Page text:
Dismiss Notice
Join Physics Forums Today!
The friendliest, high quality science and math community on the planet! Everyone who loves science is here!

I Calculating distance, object speed, etc - RE:Falcon9

  1. Sep 4, 2016 #1
    This deals with photography more than anything so I wasn't entirely sure which forum it's best suited for, hopefully Astronomy is semi-suited.

    September 1st saw the static test fire of the Falcon9 rocket. Wherein, a reported anomaly in the upper stage o2 tank caused a catastrophic failure, explosion of the vehicle, which destroyed its payload, the AMOS6 Satellite.

    Original Footage (best/closest view of explosion)

    Official updates from Space-X


    If you look at the footage of the explosion and freeze frame it just as it happens, you will notice an unidentified object above the space vehicle. It enters from the right side of the screen, and exits shortly after, the explosion happens just as reaches vertical positioning over the rocket.

    There are a flurry of accusations and hypotheses floating around, about whether or not the object is related to the incident. I was hoping someone might be willing to calculate the size and speed of the object, as it would provide valued insight into the incident. Calculating the size/speed/etc will most likely falsify/validate some ideas floating around.

    Because of an obvious lack of data, it's very hard to make many conclusions on the video, and the object itself. One idea is that not only did it pass by the rocket, but made a 180 and returned up behind the explosion.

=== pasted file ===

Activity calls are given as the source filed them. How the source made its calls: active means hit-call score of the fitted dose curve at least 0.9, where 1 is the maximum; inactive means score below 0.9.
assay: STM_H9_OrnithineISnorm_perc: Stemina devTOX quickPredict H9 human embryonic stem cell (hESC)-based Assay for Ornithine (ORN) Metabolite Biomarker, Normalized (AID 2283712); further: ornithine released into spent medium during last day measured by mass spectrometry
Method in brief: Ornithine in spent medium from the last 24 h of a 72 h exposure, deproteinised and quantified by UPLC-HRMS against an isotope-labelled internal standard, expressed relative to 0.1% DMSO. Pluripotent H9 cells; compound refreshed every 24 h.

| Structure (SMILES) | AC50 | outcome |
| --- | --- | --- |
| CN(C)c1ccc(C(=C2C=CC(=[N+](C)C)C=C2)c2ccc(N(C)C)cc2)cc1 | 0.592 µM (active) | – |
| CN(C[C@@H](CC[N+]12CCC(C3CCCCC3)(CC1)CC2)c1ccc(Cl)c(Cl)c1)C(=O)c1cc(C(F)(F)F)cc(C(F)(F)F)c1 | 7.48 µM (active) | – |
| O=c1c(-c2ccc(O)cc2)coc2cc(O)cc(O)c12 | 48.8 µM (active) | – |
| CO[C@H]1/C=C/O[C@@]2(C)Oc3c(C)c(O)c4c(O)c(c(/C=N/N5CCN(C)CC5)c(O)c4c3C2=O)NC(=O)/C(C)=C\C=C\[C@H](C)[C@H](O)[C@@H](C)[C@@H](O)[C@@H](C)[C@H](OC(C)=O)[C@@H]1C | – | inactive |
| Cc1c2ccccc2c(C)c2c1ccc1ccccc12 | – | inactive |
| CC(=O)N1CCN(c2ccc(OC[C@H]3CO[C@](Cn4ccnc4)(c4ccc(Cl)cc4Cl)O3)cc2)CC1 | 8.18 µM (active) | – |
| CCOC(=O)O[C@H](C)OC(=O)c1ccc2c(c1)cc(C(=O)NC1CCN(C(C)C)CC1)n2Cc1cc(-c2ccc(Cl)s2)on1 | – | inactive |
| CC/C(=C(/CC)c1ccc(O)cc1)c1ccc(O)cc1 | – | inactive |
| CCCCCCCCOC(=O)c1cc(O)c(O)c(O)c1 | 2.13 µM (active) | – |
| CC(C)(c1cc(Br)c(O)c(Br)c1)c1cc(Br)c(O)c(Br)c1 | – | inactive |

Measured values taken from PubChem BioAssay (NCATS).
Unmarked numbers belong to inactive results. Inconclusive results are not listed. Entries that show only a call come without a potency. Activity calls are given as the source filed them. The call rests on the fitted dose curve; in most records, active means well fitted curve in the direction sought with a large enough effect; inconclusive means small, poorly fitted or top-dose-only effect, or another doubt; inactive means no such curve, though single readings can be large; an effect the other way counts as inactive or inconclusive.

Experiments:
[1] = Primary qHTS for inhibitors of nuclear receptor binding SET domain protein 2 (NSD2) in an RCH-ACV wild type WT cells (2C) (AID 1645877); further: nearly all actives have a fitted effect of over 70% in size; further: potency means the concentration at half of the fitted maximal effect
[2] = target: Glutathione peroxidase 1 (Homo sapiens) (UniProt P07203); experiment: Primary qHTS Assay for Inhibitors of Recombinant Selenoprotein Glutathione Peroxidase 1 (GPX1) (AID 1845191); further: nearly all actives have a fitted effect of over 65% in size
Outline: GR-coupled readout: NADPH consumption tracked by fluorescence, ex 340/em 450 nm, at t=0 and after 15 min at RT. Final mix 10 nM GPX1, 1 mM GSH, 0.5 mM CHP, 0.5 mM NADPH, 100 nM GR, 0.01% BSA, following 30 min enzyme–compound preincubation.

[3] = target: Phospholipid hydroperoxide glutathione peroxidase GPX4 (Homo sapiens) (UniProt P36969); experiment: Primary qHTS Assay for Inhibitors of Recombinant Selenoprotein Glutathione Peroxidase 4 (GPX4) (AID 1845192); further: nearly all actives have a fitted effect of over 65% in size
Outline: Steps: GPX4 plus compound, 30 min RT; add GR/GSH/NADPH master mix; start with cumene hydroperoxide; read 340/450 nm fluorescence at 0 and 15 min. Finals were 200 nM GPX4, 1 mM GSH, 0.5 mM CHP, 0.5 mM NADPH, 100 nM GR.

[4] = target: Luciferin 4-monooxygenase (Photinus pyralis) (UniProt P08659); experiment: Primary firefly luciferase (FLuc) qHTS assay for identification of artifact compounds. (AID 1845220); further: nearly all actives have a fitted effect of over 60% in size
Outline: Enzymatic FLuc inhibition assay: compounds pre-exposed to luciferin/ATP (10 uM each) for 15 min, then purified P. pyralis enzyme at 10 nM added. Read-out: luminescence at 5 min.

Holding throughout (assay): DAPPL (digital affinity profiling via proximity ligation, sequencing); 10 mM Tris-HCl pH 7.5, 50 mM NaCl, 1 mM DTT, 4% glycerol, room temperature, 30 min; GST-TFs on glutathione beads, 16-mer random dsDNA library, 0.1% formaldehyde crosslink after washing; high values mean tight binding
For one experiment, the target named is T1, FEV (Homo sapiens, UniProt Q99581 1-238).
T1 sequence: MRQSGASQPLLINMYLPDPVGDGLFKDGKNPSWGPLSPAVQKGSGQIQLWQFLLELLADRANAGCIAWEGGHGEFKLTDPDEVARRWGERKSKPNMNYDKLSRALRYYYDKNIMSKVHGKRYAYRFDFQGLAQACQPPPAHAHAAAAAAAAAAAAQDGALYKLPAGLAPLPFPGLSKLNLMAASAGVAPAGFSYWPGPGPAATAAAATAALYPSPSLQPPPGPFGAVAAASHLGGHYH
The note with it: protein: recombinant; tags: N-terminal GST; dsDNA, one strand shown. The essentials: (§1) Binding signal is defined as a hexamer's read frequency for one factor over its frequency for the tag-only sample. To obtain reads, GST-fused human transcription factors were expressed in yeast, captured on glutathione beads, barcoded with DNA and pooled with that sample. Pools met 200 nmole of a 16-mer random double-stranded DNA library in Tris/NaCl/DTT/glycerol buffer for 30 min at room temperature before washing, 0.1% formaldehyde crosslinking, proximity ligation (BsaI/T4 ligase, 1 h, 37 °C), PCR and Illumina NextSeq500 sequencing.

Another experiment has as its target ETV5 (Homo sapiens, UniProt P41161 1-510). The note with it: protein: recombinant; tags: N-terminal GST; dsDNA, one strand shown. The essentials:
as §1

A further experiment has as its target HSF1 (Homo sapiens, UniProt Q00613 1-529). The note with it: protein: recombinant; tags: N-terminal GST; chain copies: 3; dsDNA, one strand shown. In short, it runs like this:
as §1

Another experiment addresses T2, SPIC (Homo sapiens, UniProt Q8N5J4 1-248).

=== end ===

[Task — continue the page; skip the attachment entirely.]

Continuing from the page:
Highlighted here in this GIF: https://gfycat.com/MeatyFrigidGalah

    I was hoping someone can help calculate the size and the speed of the object. A rough calculation of the sound delay, puts it at 4 Kilometres away. Though it might not be very accurate.

    The launch was at SLC-40 (they are currently modifying 39a to continue operations)


    I've been trying to locate the exact position of the http://www.uslaunchreport.com camera, but Im not entirely sure of the accuracy. Here are two different screen caps of the surrounding area, one with Google Earth laying out a 4-5 KM radius. I'm not entirely sure what is/isn't off limits, because the group that films it are veterans, they might have access to areas others don't.



    Any help would be greatly appreciated. To note Im not looking for any opinions on the validity of the hypothesis, or debunking, or arguing its validity or anything like that. Simply looking for some math to deduce exactly what the object may or may not be, to find out its speed, size etc.

    Thank you in advance for any help.
  2. jcsd
  3. Sep 4, 2016 #2


    User Avatar
    2017 Award

    Staff: Mentor

    I'll discuss where to put this thread with other mentors.

    You cannot calculate the speed without knowing the distance to the camera.
    What about a fly close to the camera?
  4. Sep 4, 2016 #3